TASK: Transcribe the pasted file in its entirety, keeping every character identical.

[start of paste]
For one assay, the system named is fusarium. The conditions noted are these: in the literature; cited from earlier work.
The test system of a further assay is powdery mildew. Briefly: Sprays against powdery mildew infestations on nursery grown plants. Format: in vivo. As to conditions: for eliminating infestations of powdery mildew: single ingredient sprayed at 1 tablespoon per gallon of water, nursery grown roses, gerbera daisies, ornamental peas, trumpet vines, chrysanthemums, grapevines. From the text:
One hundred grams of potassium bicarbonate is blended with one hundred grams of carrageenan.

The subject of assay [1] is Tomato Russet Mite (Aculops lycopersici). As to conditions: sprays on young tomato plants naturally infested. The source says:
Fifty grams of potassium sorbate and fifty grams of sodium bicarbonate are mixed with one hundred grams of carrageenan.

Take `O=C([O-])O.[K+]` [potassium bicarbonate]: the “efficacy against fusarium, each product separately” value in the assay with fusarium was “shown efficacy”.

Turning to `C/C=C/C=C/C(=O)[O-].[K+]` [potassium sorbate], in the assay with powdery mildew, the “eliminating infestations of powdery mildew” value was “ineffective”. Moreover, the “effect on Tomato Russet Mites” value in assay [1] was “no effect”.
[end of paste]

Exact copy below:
For one assay, the system named is fusarium. The conditions noted are these: in the literature; cited from earlier work.
The test system of a further assay is powdery mildew. Briefly: Sprays against powdery mildew infestations on nursery grown plants. Format: in vivo. As to conditions: for eliminating infestations of powdery mildew: single ingredient sprayed at 1 tablespoon per gallon of water, nursery grown roses, gerbera daisies, ornamental peas, trumpet vines, chrysanthemums, grapevines. From the text:
One hundred grams of potassium bicarbonate is blended with one hundred grams of carrageenan.

The subject of assay [1] is Tomato Russet Mite (Aculops lycopersici). As to conditions: sprays on young tomato plants naturally infested. The source says:
Fifty grams of potassium sorbate and fifty grams of sodium bicarbonate are mixed with one hundred grams of carrageenan.

Take `O=C([O-])O.[K+]` [potassium bicarbonate]: the “efficacy against fusarium, each product separately” value in the assay with fusarium was “shown efficacy”.

Turning to `C/C=C/C=C/C(=O)[O-].[K+]` [potassium sorbate], in the assay with powdery mildew, the “eliminating infestations of powdery mildew” value was “ineffective”. Moreover, the “effect on Tomato Russet Mites” value in assay [1] was “no effect”.